Hard-- impossible, probably-- to say, without seeing.

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It does not reveal the experience either.
No more than any other experience would.

You’re saying that power is an experience like another. That’s hollow.

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Yeah, but it started to feel like I was going way too far into the weeds on the butterfly effect.


Of course it does. You just might not have the required perspective to understand what’s being revealed.

Do you think they don’t? Someone chooses their seat at a table. To the right eyes, that tells you something about them: are they sitting with their back to a wall? Keeping the exits in sight? Assuming a pre-determined position? If not, are they gravitating toward the head or the foot of the table?

No, I’m saying that power—the nexus of opportunity and capability—is an experience. Every set of conditions we go through is. That doesn’t mean one experience is like another. Every experience is itself, nothing more.

But they all show how that person behaves in that situation. Power, as the term’s usually applied, shows how that person behaves as the constraints and limitations imposed upon their capability for action by circumstances fall away. Will they always react the same way? You can’t judge based on one moment here or there. You have to look for patterns of behavior over time1.

And that’s true of the revelations behavior offers up in any experience. The person choosing a seat: are they sitting where they can see the entrances/exits this one time because they’re waiting for someone? Or are they doing it because they’re paranoid about being shot in the back? One instance isn’t enough to know, but keep on watching, and you can draw those conclusions.

1. And that’s not due to an ‘intrinsic nature’, it’s because our brains are the product of a long, long process of selection for better pattern-recognition. We seek patterns in the world around us, even when we’re not consciously doing it. We want, on an unconscious level, to find patterns. It’s what gives rise to both conspiracy theories and the sort of tribalism that your linked grad student blog post is full of.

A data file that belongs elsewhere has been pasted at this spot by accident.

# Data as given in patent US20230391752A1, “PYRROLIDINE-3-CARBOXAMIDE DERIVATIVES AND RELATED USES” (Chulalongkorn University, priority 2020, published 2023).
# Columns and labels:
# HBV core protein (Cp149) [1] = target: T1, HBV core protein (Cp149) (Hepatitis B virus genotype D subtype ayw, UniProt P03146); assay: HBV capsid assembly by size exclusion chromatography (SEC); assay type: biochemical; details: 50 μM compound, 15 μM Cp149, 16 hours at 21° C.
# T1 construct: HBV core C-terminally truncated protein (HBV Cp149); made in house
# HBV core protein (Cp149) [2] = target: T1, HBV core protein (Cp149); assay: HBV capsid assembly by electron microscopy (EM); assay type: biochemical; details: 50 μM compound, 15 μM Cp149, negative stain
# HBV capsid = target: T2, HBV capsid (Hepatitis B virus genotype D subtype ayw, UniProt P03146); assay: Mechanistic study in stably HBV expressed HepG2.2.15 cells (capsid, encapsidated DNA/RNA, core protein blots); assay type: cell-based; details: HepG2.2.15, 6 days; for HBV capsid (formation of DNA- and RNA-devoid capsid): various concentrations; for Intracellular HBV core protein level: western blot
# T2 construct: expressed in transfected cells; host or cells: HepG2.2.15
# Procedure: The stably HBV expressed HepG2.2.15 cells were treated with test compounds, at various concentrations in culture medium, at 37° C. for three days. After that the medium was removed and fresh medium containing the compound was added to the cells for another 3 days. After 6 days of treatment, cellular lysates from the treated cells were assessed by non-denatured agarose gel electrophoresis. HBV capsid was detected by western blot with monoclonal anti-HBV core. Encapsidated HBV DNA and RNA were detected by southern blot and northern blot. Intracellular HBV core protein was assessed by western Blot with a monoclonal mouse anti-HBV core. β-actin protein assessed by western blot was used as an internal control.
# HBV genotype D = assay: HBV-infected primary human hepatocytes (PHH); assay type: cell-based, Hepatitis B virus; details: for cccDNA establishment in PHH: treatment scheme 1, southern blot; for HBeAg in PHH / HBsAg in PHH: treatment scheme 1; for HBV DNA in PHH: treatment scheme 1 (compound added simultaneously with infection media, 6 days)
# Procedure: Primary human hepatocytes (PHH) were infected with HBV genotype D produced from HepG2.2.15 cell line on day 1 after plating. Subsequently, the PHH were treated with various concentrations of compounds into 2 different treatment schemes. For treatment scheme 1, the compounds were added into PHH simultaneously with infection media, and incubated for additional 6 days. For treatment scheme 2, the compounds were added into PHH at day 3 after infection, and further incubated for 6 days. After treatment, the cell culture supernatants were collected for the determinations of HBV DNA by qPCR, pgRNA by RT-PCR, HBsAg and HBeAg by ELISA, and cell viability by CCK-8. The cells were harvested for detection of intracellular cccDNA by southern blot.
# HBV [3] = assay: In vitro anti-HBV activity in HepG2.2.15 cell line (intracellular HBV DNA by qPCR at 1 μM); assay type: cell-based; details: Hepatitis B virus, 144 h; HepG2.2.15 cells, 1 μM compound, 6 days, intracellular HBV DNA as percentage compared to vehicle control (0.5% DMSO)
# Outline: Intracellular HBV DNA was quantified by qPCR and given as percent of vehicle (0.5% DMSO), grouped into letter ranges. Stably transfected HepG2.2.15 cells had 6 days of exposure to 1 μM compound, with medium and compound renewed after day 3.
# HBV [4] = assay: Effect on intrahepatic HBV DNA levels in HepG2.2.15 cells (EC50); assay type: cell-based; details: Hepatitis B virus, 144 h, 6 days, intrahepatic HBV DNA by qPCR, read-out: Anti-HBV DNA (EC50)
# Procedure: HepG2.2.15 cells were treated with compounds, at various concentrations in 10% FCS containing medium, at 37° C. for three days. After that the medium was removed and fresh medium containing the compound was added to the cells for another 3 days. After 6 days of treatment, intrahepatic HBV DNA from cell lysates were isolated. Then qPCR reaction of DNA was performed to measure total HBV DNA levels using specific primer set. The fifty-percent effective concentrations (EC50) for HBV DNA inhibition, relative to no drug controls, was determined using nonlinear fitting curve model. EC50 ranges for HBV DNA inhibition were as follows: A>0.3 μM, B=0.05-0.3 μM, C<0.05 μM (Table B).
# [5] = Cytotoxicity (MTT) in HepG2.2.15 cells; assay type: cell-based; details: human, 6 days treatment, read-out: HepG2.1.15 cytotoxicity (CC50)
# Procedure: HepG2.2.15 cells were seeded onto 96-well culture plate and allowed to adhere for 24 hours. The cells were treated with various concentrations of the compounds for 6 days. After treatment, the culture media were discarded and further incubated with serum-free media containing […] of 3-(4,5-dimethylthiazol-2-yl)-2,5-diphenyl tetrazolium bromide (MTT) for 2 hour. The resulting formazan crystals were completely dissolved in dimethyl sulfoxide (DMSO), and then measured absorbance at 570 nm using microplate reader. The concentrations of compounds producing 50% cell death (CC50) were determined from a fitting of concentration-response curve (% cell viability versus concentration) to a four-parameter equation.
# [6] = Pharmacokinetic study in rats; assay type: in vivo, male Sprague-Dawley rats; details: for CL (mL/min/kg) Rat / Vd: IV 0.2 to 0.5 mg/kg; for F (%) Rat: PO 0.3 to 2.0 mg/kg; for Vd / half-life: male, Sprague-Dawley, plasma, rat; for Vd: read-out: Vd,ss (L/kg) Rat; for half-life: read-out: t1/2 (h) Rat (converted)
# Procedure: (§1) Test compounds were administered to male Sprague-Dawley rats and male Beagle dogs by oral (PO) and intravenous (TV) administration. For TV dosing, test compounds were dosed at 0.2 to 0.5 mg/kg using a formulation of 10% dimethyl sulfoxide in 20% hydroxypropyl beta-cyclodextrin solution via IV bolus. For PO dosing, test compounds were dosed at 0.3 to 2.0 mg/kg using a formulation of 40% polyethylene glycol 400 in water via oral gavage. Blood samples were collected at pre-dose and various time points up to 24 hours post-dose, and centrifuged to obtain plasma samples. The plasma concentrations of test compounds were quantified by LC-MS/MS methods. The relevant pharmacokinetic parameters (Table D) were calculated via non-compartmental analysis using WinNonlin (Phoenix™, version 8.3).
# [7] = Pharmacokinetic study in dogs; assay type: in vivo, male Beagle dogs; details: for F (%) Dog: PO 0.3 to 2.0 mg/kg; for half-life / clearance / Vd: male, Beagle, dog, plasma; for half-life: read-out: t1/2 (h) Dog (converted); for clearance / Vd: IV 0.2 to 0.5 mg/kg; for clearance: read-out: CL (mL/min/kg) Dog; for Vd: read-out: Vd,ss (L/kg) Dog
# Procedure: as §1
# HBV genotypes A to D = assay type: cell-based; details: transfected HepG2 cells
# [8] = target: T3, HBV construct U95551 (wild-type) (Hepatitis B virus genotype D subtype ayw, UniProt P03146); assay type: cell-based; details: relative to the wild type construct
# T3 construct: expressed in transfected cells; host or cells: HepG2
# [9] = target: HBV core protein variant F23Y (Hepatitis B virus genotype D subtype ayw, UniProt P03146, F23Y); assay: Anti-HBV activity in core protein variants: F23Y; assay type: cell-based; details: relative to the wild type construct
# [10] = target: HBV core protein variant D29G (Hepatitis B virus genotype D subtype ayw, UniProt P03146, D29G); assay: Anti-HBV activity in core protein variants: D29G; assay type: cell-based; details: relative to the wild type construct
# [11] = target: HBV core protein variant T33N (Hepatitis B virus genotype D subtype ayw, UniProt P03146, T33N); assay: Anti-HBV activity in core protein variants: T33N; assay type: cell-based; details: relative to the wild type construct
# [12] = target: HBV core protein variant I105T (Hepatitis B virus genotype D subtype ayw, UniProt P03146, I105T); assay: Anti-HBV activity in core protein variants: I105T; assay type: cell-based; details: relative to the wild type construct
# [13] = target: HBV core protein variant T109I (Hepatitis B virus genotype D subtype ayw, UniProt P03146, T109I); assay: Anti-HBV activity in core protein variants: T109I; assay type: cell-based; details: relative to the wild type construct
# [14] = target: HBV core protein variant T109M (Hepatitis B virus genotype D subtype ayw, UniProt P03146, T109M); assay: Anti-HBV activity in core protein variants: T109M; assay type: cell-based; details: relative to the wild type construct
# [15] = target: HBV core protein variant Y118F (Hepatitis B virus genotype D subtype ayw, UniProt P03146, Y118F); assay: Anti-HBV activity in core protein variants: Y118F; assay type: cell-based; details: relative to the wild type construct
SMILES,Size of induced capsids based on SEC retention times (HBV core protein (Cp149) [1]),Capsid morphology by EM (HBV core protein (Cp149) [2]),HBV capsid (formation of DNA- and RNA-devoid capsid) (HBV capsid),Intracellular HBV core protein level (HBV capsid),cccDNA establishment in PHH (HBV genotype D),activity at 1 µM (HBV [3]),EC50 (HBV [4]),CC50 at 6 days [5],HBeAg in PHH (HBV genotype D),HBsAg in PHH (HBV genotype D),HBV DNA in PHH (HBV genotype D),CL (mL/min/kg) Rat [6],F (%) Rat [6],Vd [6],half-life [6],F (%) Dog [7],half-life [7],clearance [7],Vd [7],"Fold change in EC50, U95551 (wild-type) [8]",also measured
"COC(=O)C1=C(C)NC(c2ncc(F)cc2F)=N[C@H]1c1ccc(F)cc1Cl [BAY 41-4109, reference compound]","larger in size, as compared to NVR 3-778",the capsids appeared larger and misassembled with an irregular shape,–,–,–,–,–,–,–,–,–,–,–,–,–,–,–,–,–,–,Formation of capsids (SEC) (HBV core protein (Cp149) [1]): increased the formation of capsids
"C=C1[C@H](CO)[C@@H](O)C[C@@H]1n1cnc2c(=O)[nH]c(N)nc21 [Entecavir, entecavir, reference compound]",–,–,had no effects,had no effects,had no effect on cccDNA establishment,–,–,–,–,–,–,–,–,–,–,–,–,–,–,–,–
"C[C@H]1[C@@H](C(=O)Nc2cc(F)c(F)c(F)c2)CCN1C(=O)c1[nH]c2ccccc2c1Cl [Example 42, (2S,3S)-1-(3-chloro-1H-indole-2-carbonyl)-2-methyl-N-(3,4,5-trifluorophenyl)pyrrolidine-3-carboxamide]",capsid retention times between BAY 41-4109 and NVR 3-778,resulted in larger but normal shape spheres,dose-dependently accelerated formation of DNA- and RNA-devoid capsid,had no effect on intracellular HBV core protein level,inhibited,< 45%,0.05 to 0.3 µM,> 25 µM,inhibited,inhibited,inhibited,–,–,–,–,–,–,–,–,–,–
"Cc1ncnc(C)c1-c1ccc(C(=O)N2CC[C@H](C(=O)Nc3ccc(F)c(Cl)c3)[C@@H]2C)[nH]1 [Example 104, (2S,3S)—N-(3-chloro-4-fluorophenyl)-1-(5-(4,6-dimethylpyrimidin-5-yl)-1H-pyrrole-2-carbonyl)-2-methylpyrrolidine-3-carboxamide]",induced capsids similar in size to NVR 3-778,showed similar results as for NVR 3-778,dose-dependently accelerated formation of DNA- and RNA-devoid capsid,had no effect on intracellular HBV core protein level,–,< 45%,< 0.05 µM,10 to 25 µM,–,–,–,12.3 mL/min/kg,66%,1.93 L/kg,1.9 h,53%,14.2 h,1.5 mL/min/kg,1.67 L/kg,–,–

We want patterns, and that means we want the familiar, because we recognize its pattern immediately. And so we tend to unconsciously demand patterns from those around us. We call it ‘consistency’ and ‘non-contradiction’, but it’s really just ‘make it a pattern I recognize enough to be comfortable moving through’.


Yo Red! You said you left the Hive, but I get the distinct impression that you’re still under Sansha Kukavei’s protection, which is quite intriguing considering you’re also one of the most active Kybernauts.

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Gonna have to back up Arrendis on this one. If any of you have ever occupied a NIS you’ll already know it can be overwhelming and addictive. The gene template your clone is manufactured from makes a difference, but not as much as the overactive adrenal glands designed to burn out your endocrine system after a couple days at most. In an active combat situation the rush makes a line of Crash seem like a can of Quafe.

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No, I wrote “no more”. Not “they don’t”.
My point is that in that regard power is the same as any other experience. So there is no point saying power corrupts or reveal : it’s not something special.

Well yes, like another. So there is no point talking about power. It’s as deep as saying “power exists”.

Experiences have an effect on the person depending on that person’s previous experiences. But applying the same experience twice may have different effect. So it does not reveal anything. Even your patterns are a deepity, because the observation of a pattern depends on the observer. So sometime you can see pattern, and sometimes you won’t. Therefore it’s not the experience that reveals a pattern, but the observer.

To want to look for pattern is simply said to increase your confirmation bias.

So no, power does not reveal anything specifically. You can observe patterns as much as you want to find confirmation of them, with any experience on a subject. The only thing it reveals, is what you want to see. The observer has an impact on the result of the experience - especially when the result is on itself.

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Emphasis mine. You said both halves, don’t go trying to clean up one or the other now.